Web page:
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Monolito Sumpaz, 2019 by Miguel Winograd
From the Series Bruma
Sheet Size: 43.3 in H x 36.2 in W
Image size: 37.8 in H x 30.7 in W
Black and white Edition
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Things keep their secrets.
Light, shining in a perpetual mist, is like a dream. Suddenly, a window opens onto the sky and the pure, intense rays of the sun outline the details and textures of the landscape with a delirious sharpness. Afterward, a gray curtain falls again and fogs the shapes in a dense mist. A friend tells me that to him, the foggy landscape of the páramo feels like the most transparent region. It is a paradoxical landscape in any case. Nineteenth-century travelers, and the colonial chroniclers who baptized it with that somewhat sinister name, tend to describe it as a desolate terrain. In pre-Columbian mythology, on the other hand, it is the origin of life and man. It is not surprising that such a strange landscape has been the source of so many myths and superstitions. In the space of several years of photographing in these tropical Andes, I started to
sense, no doubt in a very subjective and personal way, a language in the images I captured.
They were signs that whispered of the intricate cycles of time and pointed to a series of unresolved polarities: light/darkness, life/death, aridity/exuberance, lucidity/dreams, creation/destruction, beginning/end.
What began as a pretext to exercise my gaze and capacity to abstract, gradually became a meditation on different, interwoven temporalities. The superposition of very ancient times with dynamic and fleeting cycles: from the geological time of the formation of those mountains, passing through the recurrent periods of flowering and decomposition of the plant life, to the abrupt oscillation of a climate that swings between extremes. All the seasons in one day,
sometimes in one hour or less. And at the same time, traces of many pasts persisting in a spectral presence. Ghosts. Melancholic friars wandering in the mist. Land of deities and demons.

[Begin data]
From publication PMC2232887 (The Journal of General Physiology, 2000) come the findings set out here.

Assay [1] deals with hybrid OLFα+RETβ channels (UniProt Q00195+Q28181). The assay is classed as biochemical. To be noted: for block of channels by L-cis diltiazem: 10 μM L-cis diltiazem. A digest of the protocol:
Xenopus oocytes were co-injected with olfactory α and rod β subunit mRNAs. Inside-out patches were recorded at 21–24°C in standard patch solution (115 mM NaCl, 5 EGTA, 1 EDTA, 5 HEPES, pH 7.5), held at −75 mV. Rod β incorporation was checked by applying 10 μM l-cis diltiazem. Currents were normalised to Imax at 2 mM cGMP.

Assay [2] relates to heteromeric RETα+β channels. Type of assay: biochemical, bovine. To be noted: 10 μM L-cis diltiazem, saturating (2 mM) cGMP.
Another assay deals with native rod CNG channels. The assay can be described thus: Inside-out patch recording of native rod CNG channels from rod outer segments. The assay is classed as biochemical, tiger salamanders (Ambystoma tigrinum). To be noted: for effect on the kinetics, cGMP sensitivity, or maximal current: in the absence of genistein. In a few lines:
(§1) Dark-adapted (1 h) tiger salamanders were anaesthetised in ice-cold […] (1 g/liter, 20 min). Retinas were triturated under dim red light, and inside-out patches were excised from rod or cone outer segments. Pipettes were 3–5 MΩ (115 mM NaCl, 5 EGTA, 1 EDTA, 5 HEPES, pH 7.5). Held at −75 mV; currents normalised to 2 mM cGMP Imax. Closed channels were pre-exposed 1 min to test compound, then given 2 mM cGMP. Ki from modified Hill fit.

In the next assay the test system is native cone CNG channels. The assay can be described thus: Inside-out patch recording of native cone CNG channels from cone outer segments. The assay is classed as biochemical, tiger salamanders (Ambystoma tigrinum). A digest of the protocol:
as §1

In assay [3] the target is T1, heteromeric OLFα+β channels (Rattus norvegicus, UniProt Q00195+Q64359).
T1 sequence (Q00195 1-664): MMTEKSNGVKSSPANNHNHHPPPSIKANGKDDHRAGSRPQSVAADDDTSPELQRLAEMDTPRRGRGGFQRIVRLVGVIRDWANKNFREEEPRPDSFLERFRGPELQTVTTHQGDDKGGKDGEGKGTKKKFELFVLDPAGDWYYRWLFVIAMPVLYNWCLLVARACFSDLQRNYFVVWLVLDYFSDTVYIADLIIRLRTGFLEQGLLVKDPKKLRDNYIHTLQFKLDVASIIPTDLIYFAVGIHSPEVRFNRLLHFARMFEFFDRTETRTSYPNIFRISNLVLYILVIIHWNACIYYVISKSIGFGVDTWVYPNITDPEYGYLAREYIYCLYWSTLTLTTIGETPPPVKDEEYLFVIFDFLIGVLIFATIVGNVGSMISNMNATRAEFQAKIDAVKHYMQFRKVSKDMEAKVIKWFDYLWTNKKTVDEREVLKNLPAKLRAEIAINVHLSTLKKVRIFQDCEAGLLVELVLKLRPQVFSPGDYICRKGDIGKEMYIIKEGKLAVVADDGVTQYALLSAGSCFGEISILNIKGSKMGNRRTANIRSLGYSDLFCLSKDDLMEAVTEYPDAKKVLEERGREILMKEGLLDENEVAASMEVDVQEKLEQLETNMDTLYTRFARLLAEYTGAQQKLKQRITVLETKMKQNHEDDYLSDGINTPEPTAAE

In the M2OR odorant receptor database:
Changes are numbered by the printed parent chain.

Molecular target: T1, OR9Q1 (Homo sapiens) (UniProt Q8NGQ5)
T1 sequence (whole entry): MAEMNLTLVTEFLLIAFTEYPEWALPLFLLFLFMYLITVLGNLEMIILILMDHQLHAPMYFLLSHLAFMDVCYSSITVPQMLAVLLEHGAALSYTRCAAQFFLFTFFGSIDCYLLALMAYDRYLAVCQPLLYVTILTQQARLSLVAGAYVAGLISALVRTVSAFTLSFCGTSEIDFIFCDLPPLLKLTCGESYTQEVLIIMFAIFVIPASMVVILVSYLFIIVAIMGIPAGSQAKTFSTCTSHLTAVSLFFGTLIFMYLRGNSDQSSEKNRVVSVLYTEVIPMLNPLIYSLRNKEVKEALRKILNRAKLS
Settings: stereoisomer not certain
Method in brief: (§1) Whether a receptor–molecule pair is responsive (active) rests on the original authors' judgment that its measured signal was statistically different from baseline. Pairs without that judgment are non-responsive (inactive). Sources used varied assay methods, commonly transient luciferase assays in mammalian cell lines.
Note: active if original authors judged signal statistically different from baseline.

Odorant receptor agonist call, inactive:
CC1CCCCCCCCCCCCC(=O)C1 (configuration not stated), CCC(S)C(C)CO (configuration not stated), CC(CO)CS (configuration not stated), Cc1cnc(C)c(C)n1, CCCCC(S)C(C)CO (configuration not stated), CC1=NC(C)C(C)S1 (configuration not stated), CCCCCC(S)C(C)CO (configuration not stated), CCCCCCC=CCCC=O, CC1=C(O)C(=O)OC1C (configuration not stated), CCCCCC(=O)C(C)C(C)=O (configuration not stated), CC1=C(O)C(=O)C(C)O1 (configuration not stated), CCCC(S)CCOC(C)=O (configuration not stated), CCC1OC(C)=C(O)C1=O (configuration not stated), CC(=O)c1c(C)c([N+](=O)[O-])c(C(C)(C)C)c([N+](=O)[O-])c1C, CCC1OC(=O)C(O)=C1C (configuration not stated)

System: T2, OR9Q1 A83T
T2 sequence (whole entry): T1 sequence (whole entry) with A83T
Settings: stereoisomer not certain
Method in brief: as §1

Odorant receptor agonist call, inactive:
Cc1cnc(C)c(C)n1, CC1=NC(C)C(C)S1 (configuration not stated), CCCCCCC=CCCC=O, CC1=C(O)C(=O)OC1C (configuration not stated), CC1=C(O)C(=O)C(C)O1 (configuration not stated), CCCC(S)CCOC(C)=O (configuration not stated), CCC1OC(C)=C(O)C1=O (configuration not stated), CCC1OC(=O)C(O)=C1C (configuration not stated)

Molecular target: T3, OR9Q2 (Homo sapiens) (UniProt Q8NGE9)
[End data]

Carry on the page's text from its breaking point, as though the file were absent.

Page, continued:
The mountains of the god of the night, as some have interpreted the meaning of Chingaza’s
Photography since its origins has been used to document things destined to disappear: therein its intimate association with death. The impulse to photograph these places and their populations could be included in that documentary tradition. I am likely driven by a consciousness of the fragility of these places which, in spite of their apparent unmovable nature, are objectively threatened. I also sense a complex network of interconnections within and among the ecosystems of the different altitudes: the high Andean forest, the windswept mountain peaks, the cycles of water (the páramo as a sponge for the clouds that carry the water evaporated from the jungle and as the source of the river that irrigates it). And, of course, human activity, inevitably destructive as it is. That is why the pictures play with different scales. On another level, this project could be interpreted in a much more personal and even romantic line: the landscape as a mirror and projection of the emotions. And, on a more symbolic plane, organizing these images was a way for me to think about time (time is also one of the technical variables of these, and all, photographs). Even though sometimes that thinking results in a blind stumbling. I hope that some of this is apparent in these images, though it is not my intention to articulate arguments. As William Eggleston says, pictures are what they are. There’s not much sense in speaking of them.
Miguel Winograd. Bogotá, 2019
Based in: Bogotá, Colombia
Miguel Winograd is a Colombian photographer. After years of graduate study in Latin American History, he completed the documentary photography program at the International Center of Photography (ICP) in New York. His personal work explores the relationship between people and their environment, narratives of social conflict, and the dense interconnections …
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